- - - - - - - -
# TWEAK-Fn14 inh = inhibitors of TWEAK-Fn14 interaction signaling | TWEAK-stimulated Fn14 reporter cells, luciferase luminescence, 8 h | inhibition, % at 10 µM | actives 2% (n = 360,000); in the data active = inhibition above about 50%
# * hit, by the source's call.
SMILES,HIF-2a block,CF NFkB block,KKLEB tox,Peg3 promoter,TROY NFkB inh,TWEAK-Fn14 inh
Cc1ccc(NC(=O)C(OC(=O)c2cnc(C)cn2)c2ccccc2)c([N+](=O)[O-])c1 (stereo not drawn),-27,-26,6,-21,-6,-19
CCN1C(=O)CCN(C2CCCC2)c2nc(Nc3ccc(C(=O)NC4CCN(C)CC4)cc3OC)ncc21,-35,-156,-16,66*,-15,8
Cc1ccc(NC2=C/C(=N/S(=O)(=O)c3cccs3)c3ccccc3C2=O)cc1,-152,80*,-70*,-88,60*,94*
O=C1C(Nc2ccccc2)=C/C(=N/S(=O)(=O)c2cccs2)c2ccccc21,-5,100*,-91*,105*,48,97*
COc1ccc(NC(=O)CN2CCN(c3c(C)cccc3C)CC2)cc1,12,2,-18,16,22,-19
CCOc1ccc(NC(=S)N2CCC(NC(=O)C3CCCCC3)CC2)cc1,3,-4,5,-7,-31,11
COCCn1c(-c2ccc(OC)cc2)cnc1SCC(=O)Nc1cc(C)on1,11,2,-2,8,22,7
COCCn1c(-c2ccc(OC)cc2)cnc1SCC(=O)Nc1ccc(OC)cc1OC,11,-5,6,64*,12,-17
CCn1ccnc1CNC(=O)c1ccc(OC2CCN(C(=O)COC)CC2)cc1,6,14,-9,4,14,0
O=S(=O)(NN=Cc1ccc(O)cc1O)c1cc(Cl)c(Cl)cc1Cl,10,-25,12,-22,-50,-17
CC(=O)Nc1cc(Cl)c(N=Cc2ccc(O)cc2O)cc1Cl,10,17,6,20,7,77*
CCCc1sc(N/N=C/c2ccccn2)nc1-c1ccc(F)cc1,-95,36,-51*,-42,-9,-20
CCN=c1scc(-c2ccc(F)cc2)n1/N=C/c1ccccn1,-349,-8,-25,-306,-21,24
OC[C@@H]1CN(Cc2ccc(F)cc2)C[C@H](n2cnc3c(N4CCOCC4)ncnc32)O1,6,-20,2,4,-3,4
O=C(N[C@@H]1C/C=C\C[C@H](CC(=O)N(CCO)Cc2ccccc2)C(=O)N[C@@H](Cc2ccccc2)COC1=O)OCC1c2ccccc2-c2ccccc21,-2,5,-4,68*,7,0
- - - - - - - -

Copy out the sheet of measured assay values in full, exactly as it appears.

# TWEAK-Fn14 inh = inhibitors of TWEAK-Fn14 interaction signaling | TWEAK-stimulated Fn14 reporter cells, luciferase luminescence, 8 h | inhibition, % at 10 µM | actives 2% (n = 360,000); in the data active = inhibition above about 50%
# * hit, by the source's call.
SMILES,HIF-2a block,CF NFkB block,KKLEB tox,Peg3 promoter,TROY NFkB inh,TWEAK-Fn14 inh
Cc1ccc(NC(=O)C(OC(=O)c2cnc(C)cn2)c2ccccc2)c([N+](=O)[O-])c1 (stereo not drawn),-27,-26,6,-21,-6,-19
CCN1C(=O)CCN(C2CCCC2)c2nc(Nc3ccc(C(=O)NC4CCN(C)CC4)cc3OC)ncc21,-35,-156,-16,66*,-15,8
Cc1ccc(NC2=C/C(=N/S(=O)(=O)c3cccs3)c3ccccc3C2=O)cc1,-152,80*,-70*,-88,60*,94*
O=C1C(Nc2ccccc2)=C/C(=N/S(=O)(=O)c2cccs2)c2ccccc21,-5,100*,-91*,105*,48,97*
COc1ccc(NC(=O)CN2CCN(c3c(C)cccc3C)CC2)cc1,12,2,-18,16,22,-19
CCOc1ccc(NC(=S)N2CCC(NC(=O)C3CCCCC3)CC2)cc1,3,-4,5,-7,-31,11
COCCn1c(-c2ccc(OC)cc2)cnc1SCC(=O)Nc1cc(C)on1,11,2,-2,8,22,7
COCCn1c(-c2ccc(OC)cc2)cnc1SCC(=O)Nc1ccc(OC)cc1OC,11,-5,6,64*,12,-17
CCn1ccnc1CNC(=O)c1ccc(OC2CCN(C(=O)COC)CC2)cc1,6,14,-9,4,14,0
O=S(=O)(NN=Cc1ccc(O)cc1O)c1cc(Cl)c(Cl)cc1Cl,10,-25,12,-22,-50,-17
CC(=O)Nc1cc(Cl)c(N=Cc2ccc(O)cc2O)cc1Cl,10,17,6,20,7,77*
CCCc1sc(N/N=C/c2ccccn2)nc1-c1ccc(F)cc1,-95,36,-51*,-42,-9,-20
CCN=c1scc(-c2ccc(F)cc2)n1/N=C/c1ccccn1,-349,-8,-25,-306,-21,24
OC[C@@H]1CN(Cc2ccc(F)cc2)C[C@H](n2cnc3c(N4CCOCC4)ncnc32)O1,6,-20,2,4,-3,4
O=C(N[C@@H]1C/C=C\C[C@H](CC(=O)N(CCO)Cc2ccccc2)C(=O)N[C@@H](Cc2ccccc2)COC1=O)OCC1c2ccccc2-c2ccccc21,-2,5,-4,68*,7,0